They’re both microbiological wonders,” James Morton says of two of his great loves: sourdough and beer brewing.
“They’re both very scientific, very measured. And they’re both ways of achieving taste nirvana.”
And they’re the subject of his two new cookery guides, From Scratch: Sourdough and From Scratch: Brew.
The former Great British Bake Off contestant, who lives in Glasgow, has been making sourdough since his late teens, and has been pleased to see the lockdown-friendly bread get “the recognition it deserves”. His other bread books sold out as a result of the pandemic rush but as a doctor, there have been lows during this past year, as well as the bread-based highs.
“We’ve all had a few crises, a few wobbles,” says James, originally from Hillswick, Shetland, who also became a father during the pandemic to daughter Lily. “I’ve got a feeling we’re getting there. I’m feeling really, really positive.”
Here we quiz the master baker about bread, beer and babies…
Is there a secret to producing perfect sourdough?
“Sourdough is just a mixture of flour, water and salt, but there’s all this biochemical madness going on in order for you to get this loaf of bread, and the most important part of that is the starter. It’s just flour and water that you leave to go off, it starts to bubble. It’s full of yeast and bacteria, and if you neglect it, let it just fizzle out and fade over time without feeding it, or taking proper care of it, it will just not produce good bread.”
What mistakes do people always make?
“People say, ‘My loaf has just fallen apart into this wet pancake’. But almost always, even if you think your problem is completely unrelated, it’s down to the starter; your starter isn’t active enough. You just need to feed it more and feed it better.”
Do you name your starter?
“Absolutely not. If the starter’s not going well, or it’s really, really faded, you should just get rid of it; you shouldn’t have any sentimental attachment. Starter hotels even exist. People will drop off their starters to other people to look after when they’re on holiday. You don’t need to do that. Just stick it in the fridge, it’ll be pretty resilient.”
Feeding it sounds quite complicated…
“If you try and feed it every day, you’re just going to forget; you’re setting yourself up for failure. The key is actually to keep it dormant in the fridge and only when you need it, take it out. Feed it with far more flour and water than is in the starter, and you’re gonna have a good loaf. Your starter should always at least double in size before you use it. And if you stick to that, you will not go far wrong.”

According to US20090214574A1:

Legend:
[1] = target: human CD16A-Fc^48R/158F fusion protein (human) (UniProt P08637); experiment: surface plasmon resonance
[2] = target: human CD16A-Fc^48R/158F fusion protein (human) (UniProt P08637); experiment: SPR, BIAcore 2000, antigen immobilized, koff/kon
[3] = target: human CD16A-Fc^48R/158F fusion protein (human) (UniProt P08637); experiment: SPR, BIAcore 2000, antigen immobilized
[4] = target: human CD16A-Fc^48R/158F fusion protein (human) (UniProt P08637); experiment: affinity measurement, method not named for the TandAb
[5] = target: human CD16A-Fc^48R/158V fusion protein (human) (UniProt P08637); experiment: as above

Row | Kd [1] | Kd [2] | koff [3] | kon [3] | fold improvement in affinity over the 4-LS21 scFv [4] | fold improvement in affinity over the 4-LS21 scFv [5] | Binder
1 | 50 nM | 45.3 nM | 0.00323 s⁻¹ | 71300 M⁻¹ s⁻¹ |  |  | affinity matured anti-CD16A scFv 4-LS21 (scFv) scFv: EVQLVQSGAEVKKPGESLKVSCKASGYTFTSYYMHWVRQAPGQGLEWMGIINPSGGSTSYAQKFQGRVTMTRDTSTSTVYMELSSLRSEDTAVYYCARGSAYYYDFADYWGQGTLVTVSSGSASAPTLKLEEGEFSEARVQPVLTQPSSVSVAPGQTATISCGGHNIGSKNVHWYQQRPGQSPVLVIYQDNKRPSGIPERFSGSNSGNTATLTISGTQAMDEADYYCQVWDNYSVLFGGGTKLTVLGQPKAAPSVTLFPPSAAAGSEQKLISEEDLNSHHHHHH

What’s your go-to toast topping?
“Peanut butter and banana on toast – I think it’s my number one at the minute. Peanut butter and jam – mostly involving peanut butter, to be honest, or scrambled eggs on toast. Anything that involves breads, I am pretty much for.”
When did you initially find yourself drawn to brewing beer?
“I did get into it as a student. One of my friends happens to be a UK champion home-brewer, and so he introduced me to this idea that home brew wasn’t just something that tasted dodgy, brewed in these big, plastic buckets with little airlocks, that bubbled on top and was always sour, or the bottles were exploding.”
How straightforward is brewing?
“Like a sourdough, you’ve got to follow these scientific steps to get really, really good results, but once you’ve got the hang of it, it is possible.”
What should every budding brewer keep in mind?
“Everything needs to be super, super-clean, and not just clean but sanitary. What I mean by that is, it’s covered in some food-safe disinfectant of some kind to stop the beer getting infected, which is what happened to my first batch. If it becomes infected, it could become sour, smelly, sulphurous or over-carbonated and the bottles could explode.”
Has the pandemic affected your eating habits?
“Not really. We get our veg box and try to try to keep everything as local and as seasonal as possible. Having a load of really good restaurants very nearby means there’s loads of dine-at-home options and we’ve not had to get a babysitter, so we’re just able to have date nights and the baby’s been upstairs asleep.”
Do you still watch Bake Off?
“I watch it most years. I watched this year. It was a really nice light relief from (the pandemic). They’ll be filming the new season soon. It’s not always good…it makes me feel stressed, like I’m going to be judged again!”
From Scratch: Sourdough and From Scratch: Brew by James Morton, photography by Andy Sewell, published by Quadrille, £12 each
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